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State v. Kirk

Court of Criminal Appeals of Tennessee, Jackson

July 19, 2017

STATE OF TENNESSEE
v.
JASON WILLIAM KIRK

          Assigned on Briefs June 6, 2017

         Appeal from the Circuit Court for Madison County No. 15-491 Kyle Atkins, Judge

         The Appellant, Jason William Kirk, appeals the Madison County Circuit Court's denial of his motion to withdraw his guilty pleas to theft of property valued $10, 000 or more and evading arrest and resulting effective fifteen-year sentence. Based upon the record and the parties' briefs, we affirm the trial court's denial of the motion.

         Tenn. R. App. P. 3 Appeal as of Right; Judgment of the Circuit Court Affirmed

          Joshua B. Dougan, Jackson, Tennessee, for the appellant, Jason William Kirk.

          Herbert H. Slatery III, Attorney General and Reporter; David H. Findley, Assistant Attorney General; James G. Woodall, District Attorney General; and Ben Mayo, Assistant District Attorney General, for the appellee, State of Tennessee.

          Norma McGee Ogle, J., delivered the opinion of the court, in which Thomas T. Woodall, P.J., and Robert W. Wedemeyer, J., joined.

          OPINION

          NORMA MCGEE OGLE, JUDGE

         I. Factual Background

         In November 2015, the Madison County Grand Jury indicted the Appellant for theft of property valued $10, 000 or more but less than $60, 000, a Class C felony, and evading arrest, a Class E felony. On February 8, 2016, he pled guilty to the charges. According to the written plea agreement, he was to receive a fifteen-year sentence for theft and a six-year sentence for evading arrest with the sentences to be served concurrently with each other but consecutively to any prior sentences. The Appellant also was to serve the sentences at sixty percent release eligibility.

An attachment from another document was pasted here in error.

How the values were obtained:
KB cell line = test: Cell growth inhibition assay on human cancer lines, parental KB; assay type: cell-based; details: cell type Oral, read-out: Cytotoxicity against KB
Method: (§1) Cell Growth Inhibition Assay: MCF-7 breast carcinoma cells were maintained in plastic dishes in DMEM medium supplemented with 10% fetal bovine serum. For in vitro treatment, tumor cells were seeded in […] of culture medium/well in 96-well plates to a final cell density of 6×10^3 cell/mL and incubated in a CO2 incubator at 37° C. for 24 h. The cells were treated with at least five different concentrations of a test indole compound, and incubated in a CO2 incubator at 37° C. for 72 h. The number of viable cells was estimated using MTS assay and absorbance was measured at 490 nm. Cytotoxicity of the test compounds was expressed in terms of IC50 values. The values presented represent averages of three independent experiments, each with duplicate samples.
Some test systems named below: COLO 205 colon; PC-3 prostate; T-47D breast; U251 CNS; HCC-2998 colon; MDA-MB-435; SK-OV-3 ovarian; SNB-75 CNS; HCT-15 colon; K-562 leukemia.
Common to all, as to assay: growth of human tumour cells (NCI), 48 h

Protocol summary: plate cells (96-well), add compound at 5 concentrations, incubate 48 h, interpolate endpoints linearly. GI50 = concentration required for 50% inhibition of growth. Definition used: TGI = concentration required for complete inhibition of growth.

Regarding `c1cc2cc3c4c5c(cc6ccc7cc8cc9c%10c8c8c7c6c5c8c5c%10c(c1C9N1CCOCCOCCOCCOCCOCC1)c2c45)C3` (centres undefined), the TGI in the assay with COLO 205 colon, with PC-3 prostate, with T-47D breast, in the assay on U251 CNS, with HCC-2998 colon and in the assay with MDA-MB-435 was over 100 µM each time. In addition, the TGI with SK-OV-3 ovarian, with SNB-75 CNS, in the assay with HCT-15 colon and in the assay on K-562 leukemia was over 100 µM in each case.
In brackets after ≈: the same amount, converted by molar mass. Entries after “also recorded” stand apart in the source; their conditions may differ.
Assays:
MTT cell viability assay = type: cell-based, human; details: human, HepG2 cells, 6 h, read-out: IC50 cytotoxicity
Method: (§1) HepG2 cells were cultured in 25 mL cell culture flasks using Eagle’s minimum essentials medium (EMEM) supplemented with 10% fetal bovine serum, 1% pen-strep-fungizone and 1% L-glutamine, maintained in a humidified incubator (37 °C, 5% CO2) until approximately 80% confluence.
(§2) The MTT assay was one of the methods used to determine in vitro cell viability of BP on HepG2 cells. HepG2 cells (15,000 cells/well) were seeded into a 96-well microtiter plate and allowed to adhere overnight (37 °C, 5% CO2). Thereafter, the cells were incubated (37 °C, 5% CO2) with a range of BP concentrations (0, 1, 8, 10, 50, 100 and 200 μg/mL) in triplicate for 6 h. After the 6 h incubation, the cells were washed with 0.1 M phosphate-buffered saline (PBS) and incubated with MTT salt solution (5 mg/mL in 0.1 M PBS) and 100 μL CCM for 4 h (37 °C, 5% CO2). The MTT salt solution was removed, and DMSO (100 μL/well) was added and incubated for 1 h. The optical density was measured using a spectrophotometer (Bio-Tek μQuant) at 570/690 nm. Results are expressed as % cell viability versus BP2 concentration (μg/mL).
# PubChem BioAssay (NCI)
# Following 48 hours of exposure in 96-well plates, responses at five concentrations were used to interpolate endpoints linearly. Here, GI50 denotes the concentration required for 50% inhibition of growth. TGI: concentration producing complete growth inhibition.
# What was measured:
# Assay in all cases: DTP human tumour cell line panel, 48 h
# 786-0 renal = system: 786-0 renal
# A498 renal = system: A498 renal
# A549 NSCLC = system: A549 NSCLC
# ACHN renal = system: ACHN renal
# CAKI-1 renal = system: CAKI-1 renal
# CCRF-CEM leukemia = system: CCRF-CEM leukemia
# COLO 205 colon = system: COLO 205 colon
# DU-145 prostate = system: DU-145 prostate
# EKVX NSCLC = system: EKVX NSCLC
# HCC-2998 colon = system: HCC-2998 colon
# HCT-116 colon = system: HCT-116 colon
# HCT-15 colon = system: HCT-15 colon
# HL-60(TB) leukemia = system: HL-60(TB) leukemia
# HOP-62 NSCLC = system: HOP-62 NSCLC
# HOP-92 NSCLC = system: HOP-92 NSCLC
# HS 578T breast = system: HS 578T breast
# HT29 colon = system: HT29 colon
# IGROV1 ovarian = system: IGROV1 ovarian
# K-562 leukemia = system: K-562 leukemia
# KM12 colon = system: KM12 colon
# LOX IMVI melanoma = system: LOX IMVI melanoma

At the guilty plea hearing, the State advised the trial court that the Appellant was a career offender. The court asked if the Appellant understood that, as a career offender, he was pleading guilty to theft of property valued over $10, 000 in exchange for a fifteen-year sentence "at sixty percent" and evading arrest in exchange for a six-year sentence "at sixty percent." The Appellant answered yes to both questions. Defense counsel stipulated to the facts in the indictment, which showed that on June 30, 2015, the Appellant stole a vehicle from Ford of Murfreesboro and fled from police officers when they tried to stop him. The trial court accepted the Appellant's guilty pleas.[1]

         The Appellant subsequently filed a pro se motion to withdraw his pleas. Although the motion is not in the appellate record, the State's April 1, 2016 response is included and reflects that the Appellant alleged in his motion that trial counsel advised him that he could not be considered a career offender because he did not have the required number of prior convictions.[2] The Appellant also alleged in his motion that he had only four prior convictions. However, the State listed in its response twenty-two prior felony convictions in Tennessee and three prior felony convictions in Utah that it claimed qualified the Appellant as a career offender. The State asserted in the response that it disclosed the prior convictions to the Appellant before he entered his guilty pleas.

         The trial court held a hearing on the motion. At the outset of the hearing, the court asked if the motion "was just going to be a Motion to Withdraw the Guilty Plea, " and defense counsel answered that the Appellant had "decided not to pursue a post-conviction proceeding at this point."

         The Appellant testified that he was in prison while awaiting trial in this case and that he worked in the prison's legal library. Trial counsel met with him one time in prison before trial. During the meeting, trial counsel told him that she had not received a plea offer from the State and that "[they] were going to have to see what happened when [they] got to court." At court, trial counsel met with the Appellant in the inmate waiting area and told him about a plea offer from the State in which he would receive a fifteen-year sentence "at sixty percent." She also told him the offer was "a one-time only deal." If he did not accept the offer that day, he was going to have to go to trial and "be hit with the max of twenty-six years." The Appellant asked trial counsel why the offer was "a one-time thing, " and she ...


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